This is one of the reasons I believe people are drawn to the creative industry. In his book ‘Nice Work If You Can Get It: Life and Labor in Precarious Times’ Andrew Ross outlines what he calls the “heavy sacrificial cost” of job gratification for creatives. Among this sobering list of traits is “self-exploitation in response to the gift of autonomy, and dispensability in exchange for flexibility”. Progressively sophisticated workflows have allowed corporations to chop projects into small chunks and outsource them, creating a temporary employment culture which the creative industry is infamous for. Yet these are the conditions which throngs of people are drawn to.

In a world where your profession has become an increasingly integral part of what defines you, the social prestige associated with working in the creative industry has outweighed the very real insecurities which face media workers today. The concept of high-risk/high-reward employment has become exciting rather than foolhardy, as people struggle to find their sword.

 

Arrival

Last night I re-watched Arrival with my girlfriend and her parents. The first time I saw it at the cinema was actually accidentally (my GF brought us tickets thinking it was a different film) but one which I am very glad of. There are few films which have left me almost comically slack-jawed when they finish, but Arrival was certainly one of them.

Directed by Denis Villeneuve and based on Ted Chiang’s ‘Story of Your Life’, the film manages to deftly combine the raw power of human emotion with the intellectual stimulus of the sci-fi genre. I won’t go into the plot too much as I don’t want to spoil anything, but the story revolves around a concept often skipped over in sci-fi films – How do you communicate with a being who isn’t from earth, when there is no mediator or translator to help?

The answer comes in the form of Louise Banks, a linguistics professor played by the brilliant Amy Adams, who delivers a refreshingly strong female lead role. Her emotions viscerally splayed across her face throughout, in a way we literally see the film through her eyes. The performances throughout were generally strong, although this is in part owed to the brilliance of the script. The film manages to convey fairly complex ideas and narrative timelines with an elegance which would leave any scriptwriter with a similar expression to mine at the end of the film.

The cinematography was incredible, contrasting extreme long shots breathlessly intimate closeups which must have left the focus-puller with a stump for a hand. The precision and crispness of the film very much reflected its genre’s love of all things technical. Coupled with the Jóhann Jóhannsson’s haunting soundtrack, the film promises a powerful experience.

Overall, the film was one of the best I’ve seen in a long time, skilfully mixing the unknown with the powerful familiarity of human emotion. In speculating how we would interact with beings from another world, Arrival becomes an introspective analysis on ourselves, the way all great sci-fi should.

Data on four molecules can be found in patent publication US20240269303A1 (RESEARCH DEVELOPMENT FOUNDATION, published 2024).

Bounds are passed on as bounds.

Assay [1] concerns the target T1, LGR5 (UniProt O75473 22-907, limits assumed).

Incoming

During my trip to London over the weekend, I took the opportunity to visit as many galleries and exhibitions as I could. It’s always refreshing to look at different artists and their work, particularly as a source of inspiration for my own projects. One of the places I visited was The Barbican Centre – a complex of buildings which looked like they were designed by the Vogons, constructed out of hulking slabs of concrete and metal. However, whilst I found it’s brutalist architecture intriguing, the contents within were even more so.

The first exhibition we saw was a documentary film by Richard Mosse, an Irish conceptual documentary photographer. He is best known for his stunning photography in the eastern Democratic Republic of Congo for his project ‘The Enclave’ (2013), in which he used a now discontinued 16mm colour infrared film called Kodak Aerochrome. The film transformed the Congo’s rich greens into a wash of vibrant pinks, giving his photography a surreal but powerful aesthetic.

‘Incoming’ – his latest work which I saw at the Barbican – was just as effective at challenging the mediums through which war is documented. The Barbican’s website description summarises it best –

‘In collaboration with composer Ben Frost and cinematographer Trevor Tweeten, Mosse has been working with an advanced new thermographic weapons and border imaging technology that can see beyond 30km, registering a heat signature of relative temperature difference. Classed as part of advanced weapons systems under International Traffic in Arms Regulations (ITAR), Mosse has been using this export controlled camera against its intended purpose, to create an artwork about the refugee crisis unfolding in the Aegean Sea, off the coast of Libya, in Syria, the Sahara, the Persian Gulf, and other locations.’